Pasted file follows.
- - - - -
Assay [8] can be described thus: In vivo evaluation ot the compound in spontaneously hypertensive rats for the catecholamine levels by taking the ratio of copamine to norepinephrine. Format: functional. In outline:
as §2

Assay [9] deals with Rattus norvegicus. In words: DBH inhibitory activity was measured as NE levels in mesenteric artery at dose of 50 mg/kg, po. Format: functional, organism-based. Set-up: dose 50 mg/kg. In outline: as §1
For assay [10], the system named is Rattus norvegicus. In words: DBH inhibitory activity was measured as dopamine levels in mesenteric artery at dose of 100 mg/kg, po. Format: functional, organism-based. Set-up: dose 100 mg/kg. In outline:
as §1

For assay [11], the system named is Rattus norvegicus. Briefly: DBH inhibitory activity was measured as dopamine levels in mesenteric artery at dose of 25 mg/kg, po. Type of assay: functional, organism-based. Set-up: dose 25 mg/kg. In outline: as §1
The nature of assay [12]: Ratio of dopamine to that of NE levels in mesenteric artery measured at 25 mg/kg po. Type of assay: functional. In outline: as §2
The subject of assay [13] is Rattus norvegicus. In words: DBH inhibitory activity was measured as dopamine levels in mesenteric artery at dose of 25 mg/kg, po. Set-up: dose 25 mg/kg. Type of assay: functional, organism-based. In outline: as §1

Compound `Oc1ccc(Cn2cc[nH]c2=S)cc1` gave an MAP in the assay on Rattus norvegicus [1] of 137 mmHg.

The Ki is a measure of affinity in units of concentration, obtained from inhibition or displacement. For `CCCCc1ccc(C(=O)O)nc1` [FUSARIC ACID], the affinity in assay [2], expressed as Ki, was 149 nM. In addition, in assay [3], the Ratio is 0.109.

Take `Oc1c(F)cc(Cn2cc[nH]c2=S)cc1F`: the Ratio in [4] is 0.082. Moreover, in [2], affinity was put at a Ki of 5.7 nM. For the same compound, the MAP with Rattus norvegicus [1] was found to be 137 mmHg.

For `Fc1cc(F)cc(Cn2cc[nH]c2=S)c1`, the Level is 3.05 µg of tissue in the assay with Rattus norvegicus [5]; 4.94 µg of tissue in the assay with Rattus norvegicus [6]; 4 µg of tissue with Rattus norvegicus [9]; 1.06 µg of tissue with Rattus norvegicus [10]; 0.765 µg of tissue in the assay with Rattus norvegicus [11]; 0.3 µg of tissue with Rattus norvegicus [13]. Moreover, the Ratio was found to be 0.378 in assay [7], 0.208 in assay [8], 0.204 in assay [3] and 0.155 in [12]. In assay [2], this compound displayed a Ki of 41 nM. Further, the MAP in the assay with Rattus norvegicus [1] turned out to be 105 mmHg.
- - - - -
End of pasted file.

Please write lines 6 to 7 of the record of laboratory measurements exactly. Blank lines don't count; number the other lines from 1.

For assay [11], the system named is Rattus norvegicus. Briefly: DBH inhibitory activity was measured as dopamine levels in mesenteric artery at dose of 25 mg/kg, po. Type of assay: functional, organism-based. Set-up: dose 25 mg/kg. In outline: as §1
The nature of assay [12]: Ratio of dopamine to that of NE levels in mesenteric artery measured at 25 mg/kg po. Type of assay: functional. In outline: as §2